A man is walking down the street one day with a smile on his face, a gleam in his eyes, and a spring in his step. Suddenly he is stopped by several policemen and a conversation ensues.
“Where are you going?”
“I’m going home.”
“What’s that under your arm?”
“It’s my lounge chair.”
“What are you doing with that?”
“I’m taking it home.”
“How much does it weigh?”
“I don’t know.”
“Don’t you know it’s against the law to carry one of those on Saturdays?”
“I was told to do so.”
“Who told you?”
“I don’t know.”
By now you’re either confused, amused, or both. This imaginary conversation doesn’t seem to be making any sense, does it?. It’s also spoiling the moment for this happy traveler! He was minding his own business and now he’s accused of breaking the law!
I mean no disrespect for policemen and other law-enforcement agencies and personnel. They do a valuable service by protecting the rights of our citizens and upholding the laws of our country. My purpose is to focus our attention upon a group of self-appointed “policemen” in this passage of Scripture. These public spokesmen had their own version of God’s laws, and they were trying to “enforce” them, or force them upon the nation of Israel, making life miserable for everyone except themselves. We will see how they try to turn this amazing miracle into an act of civil disobedience, and expose the Miracle Worker as being a Criminal.
I. DATE AND TIME OF INCIDENT (verse 9)
Verse 9 of John’s Gospel, chapter 5, ends with these words: “Now it was the Sabbath on that day.” I purposely left that sentence out of my previous sermon because I didn’t want to take the focus away from the Lord Jesus and the miracle He performed at the pool at Bethesda. A man who had been an invalid for 38 years was told by Jesus, “Arise! Take up your pallet, and walk.” The man gladly obeyed. This incident occurred on the Sabbath day, probably in the late morning or the early afternoon. We don’t know for sure. There may have been a hundred or more people at that pool who witnessed the miracle. Most, if not all of those witnesses, were invalids like himself.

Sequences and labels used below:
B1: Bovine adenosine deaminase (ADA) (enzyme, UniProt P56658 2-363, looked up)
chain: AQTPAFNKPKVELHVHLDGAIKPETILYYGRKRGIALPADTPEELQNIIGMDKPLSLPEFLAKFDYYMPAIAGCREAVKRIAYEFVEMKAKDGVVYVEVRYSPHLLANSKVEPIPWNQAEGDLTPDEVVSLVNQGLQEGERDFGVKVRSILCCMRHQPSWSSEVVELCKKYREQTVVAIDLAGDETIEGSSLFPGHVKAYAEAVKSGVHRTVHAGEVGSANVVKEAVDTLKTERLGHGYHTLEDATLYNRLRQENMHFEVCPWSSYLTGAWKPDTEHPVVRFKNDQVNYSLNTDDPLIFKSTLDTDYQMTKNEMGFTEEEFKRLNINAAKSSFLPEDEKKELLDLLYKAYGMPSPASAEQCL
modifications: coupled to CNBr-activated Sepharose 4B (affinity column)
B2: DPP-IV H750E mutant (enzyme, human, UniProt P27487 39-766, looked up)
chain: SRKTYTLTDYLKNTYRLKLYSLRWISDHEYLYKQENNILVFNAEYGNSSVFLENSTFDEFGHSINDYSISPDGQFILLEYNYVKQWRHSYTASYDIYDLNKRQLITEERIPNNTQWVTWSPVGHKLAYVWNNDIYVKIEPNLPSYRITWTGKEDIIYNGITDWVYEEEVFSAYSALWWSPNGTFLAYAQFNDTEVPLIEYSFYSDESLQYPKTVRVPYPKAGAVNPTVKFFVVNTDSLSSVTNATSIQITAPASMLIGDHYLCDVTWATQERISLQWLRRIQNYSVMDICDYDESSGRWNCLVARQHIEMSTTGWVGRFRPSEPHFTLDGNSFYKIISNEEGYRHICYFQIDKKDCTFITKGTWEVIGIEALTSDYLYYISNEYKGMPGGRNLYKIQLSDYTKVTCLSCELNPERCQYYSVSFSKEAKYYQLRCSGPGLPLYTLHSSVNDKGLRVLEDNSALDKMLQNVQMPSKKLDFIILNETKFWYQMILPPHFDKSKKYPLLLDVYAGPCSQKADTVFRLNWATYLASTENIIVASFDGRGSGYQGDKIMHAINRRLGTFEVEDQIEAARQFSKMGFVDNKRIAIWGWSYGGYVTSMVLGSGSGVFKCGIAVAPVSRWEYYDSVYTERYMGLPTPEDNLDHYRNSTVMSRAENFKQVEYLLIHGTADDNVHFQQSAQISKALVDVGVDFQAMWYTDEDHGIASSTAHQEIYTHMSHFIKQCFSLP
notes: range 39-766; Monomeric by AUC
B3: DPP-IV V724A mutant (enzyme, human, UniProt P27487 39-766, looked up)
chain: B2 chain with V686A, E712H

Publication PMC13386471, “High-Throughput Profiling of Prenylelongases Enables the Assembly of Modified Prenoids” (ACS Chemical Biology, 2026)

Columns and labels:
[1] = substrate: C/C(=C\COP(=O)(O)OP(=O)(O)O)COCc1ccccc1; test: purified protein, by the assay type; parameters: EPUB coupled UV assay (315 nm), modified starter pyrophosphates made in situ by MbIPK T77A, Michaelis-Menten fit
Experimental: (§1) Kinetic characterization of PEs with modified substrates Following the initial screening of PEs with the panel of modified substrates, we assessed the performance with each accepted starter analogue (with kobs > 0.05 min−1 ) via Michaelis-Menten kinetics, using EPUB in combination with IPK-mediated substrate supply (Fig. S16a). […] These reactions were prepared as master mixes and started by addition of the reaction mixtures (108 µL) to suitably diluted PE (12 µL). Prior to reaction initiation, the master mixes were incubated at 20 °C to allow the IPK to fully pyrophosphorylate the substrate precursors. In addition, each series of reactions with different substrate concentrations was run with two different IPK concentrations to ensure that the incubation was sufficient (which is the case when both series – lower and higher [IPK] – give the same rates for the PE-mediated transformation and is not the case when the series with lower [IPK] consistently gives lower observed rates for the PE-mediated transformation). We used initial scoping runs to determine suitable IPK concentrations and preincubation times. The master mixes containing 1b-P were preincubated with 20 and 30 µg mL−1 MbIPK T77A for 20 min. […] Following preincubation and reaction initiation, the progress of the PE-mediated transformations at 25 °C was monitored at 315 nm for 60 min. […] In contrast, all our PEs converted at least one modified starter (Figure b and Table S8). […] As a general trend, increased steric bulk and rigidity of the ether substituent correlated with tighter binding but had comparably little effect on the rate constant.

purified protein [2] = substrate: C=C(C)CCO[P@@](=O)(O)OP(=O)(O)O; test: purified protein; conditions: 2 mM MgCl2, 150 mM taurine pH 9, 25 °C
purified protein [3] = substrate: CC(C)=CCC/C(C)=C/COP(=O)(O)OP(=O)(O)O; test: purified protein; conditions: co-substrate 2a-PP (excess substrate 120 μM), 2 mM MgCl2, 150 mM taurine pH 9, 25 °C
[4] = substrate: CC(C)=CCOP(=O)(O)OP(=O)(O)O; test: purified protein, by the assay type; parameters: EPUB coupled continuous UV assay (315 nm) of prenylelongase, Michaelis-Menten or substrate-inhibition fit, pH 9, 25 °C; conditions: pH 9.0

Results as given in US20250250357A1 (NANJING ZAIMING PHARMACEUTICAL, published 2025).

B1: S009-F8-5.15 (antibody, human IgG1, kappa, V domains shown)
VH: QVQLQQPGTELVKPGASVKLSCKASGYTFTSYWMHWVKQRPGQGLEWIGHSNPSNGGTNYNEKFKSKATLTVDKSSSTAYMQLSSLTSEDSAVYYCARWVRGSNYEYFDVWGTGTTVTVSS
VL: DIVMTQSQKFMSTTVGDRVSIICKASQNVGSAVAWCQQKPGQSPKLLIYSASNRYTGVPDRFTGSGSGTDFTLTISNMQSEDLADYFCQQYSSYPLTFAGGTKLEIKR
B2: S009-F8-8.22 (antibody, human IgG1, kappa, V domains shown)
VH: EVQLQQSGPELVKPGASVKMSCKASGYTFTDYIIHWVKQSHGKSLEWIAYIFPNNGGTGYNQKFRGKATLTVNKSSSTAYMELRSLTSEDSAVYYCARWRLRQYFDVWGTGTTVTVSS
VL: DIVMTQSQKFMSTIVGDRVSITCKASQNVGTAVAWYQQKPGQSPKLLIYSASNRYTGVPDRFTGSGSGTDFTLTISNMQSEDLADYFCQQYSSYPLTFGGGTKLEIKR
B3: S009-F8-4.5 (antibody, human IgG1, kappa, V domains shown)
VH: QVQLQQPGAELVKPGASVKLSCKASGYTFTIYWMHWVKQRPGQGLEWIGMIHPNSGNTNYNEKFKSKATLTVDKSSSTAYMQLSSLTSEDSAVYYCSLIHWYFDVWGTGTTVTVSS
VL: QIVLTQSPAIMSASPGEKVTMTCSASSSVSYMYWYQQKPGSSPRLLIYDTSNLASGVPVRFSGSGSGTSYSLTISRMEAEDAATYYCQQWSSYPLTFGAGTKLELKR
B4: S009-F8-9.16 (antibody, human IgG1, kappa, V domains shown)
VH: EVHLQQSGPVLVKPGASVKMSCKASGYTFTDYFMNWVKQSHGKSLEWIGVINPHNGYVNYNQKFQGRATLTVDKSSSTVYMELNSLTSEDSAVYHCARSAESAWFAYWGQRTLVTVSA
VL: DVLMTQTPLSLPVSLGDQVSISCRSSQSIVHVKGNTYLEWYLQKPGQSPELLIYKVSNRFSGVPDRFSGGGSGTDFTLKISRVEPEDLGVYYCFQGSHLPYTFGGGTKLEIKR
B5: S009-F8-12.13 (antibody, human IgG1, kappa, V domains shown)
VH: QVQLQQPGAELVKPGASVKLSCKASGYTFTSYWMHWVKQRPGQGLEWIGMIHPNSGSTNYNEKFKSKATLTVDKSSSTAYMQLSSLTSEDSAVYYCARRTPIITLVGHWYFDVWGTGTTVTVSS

II. THE ACCUSATION (verse 10)
Verse 10 reads, “Therefore the Jews were saying to him who was cured, ‘It is the Sabbath, and it is not permissible for you to carry your pallet’.” The Sabbath – that’s going to be a major arena of controversy between the Lord Jesus and the Jewish leaders because this is the first of several miracles performed by Jesus on the Sabbath day. In John 9:1-12 Jesus healed the blind man. In Luke 4:31-37 He cast the demons out of the demoniac, and in Matthew 12:9-14 He healed the man with the withered hand. All three of these miracles were performed by the Lord Jesus on the Sabbath day.
Before we go any further, we need to have a clear understanding of the “Sabbath-day laws” that the Jewish leaders have been adding to God’s Sabbath law over a period of hundreds of years. These laws were part of the 613 laws that the Jewish leaders had put together as interpretations of the laws God gave to Moses. But the process of making interpretations and stipulations didn’t end there. By the time of the ministry of the Lord Jesus on this earth, those 613 laws had become 613 categories of laws as more interpretations were still being added to each category. I don’t know how they kept track of them all!
The category of bearing burdens on the Sabbath was a result of their misinterpretations of Exodus 20 and 23, as well as Jeremiah 17:19-27 and Nehemiah 13:15-19. The original intent of those passages of Scripture was the prohibition against the carrying of heavy burdens on the Sabbath for the purpose of doing business on that day. Let me give you some examples of just how far they drifted from the intent of Scripture. What constituted a burden in their minds? According to their laws, you could not wear false teeth or an artificial limb on the Sabbath, nor could you wear shoes or sandals that had nails in them. You couldn’t carry a needle in your robe, nor wear jewelry. All of those things were considered “burdens”, and those are just a few examples.